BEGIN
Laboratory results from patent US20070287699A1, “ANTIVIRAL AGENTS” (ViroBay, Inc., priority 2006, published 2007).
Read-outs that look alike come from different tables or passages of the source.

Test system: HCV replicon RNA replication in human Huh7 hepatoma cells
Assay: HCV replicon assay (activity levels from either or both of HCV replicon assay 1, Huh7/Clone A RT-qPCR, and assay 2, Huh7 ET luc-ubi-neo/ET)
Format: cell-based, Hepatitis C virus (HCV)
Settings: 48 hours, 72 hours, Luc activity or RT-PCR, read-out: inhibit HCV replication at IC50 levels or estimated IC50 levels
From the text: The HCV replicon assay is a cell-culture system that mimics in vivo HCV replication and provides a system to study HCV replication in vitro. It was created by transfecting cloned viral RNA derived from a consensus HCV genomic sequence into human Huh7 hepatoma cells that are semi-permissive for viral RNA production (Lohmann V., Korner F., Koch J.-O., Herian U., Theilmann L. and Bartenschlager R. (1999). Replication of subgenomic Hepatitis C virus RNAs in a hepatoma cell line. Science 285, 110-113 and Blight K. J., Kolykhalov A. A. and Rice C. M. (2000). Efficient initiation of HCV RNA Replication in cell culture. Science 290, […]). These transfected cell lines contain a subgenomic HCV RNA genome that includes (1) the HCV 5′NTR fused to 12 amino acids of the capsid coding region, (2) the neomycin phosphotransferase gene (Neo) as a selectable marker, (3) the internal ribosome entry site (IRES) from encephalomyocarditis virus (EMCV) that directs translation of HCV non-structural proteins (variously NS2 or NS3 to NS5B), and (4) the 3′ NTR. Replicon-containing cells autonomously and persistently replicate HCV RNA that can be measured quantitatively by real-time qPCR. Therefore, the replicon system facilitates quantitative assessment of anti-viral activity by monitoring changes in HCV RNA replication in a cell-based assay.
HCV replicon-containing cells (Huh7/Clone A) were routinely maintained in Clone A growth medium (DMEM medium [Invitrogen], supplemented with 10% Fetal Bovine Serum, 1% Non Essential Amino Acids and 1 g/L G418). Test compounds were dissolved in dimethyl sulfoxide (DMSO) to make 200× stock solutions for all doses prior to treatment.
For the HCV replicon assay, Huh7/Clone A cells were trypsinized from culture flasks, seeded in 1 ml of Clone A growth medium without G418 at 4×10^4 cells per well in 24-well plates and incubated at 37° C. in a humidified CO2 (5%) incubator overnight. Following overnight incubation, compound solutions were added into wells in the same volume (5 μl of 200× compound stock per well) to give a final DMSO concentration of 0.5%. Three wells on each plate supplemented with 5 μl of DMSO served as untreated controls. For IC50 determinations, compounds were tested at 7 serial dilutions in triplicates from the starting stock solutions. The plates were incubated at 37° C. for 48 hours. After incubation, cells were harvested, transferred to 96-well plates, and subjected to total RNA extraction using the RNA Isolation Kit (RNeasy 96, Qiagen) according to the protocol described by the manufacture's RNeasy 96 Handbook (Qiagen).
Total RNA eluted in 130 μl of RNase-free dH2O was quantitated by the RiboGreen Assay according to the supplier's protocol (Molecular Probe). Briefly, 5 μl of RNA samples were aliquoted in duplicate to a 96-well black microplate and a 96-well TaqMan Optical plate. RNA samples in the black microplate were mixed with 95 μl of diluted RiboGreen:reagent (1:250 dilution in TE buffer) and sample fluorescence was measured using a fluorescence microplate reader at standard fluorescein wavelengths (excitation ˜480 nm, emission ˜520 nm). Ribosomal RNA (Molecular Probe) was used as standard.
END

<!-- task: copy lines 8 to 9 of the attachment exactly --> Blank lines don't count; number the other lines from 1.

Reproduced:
HCV replicon-containing cells (Huh7/Clone A) were routinely maintained in Clone A growth medium (DMEM medium [Invitrogen], supplemented with 10% Fetal Bovine Serum, 1% Non Essential Amino Acids and 1 g/L G418). Test compounds were dissolved in dimethyl sulfoxide (DMSO) to make 200× stock solutions for all doses prior to treatment.
For the HCV replicon assay, Huh7/Clone A cells were trypsinized from culture flasks, seeded in 1 ml of Clone A growth medium without G418 at 4×10^4 cells per well in 24-well plates and incubated at 37° C. in a humidified CO2 (5%) incubator overnight. Following overnight incubation, compound solutions were added into wells in the same volume (5 μl of 200× compound stock per well) to give a final DMSO concentration of 0.5%. Three wells on each plate supplemented with 5 μl of DMSO served as untreated controls. For IC50 determinations, compounds were tested at 7 serial dilutions in triplicates from the starting stock solutions. The plates were incubated at 37° C. for 48 hours. After incubation, cells were harvested, transferred to 96-well plates, and subjected to total RNA extraction using the RNA Isolation Kit (RNeasy 96, Qiagen) according to the protocol described by the manufacture's RNeasy 96 Handbook (Qiagen).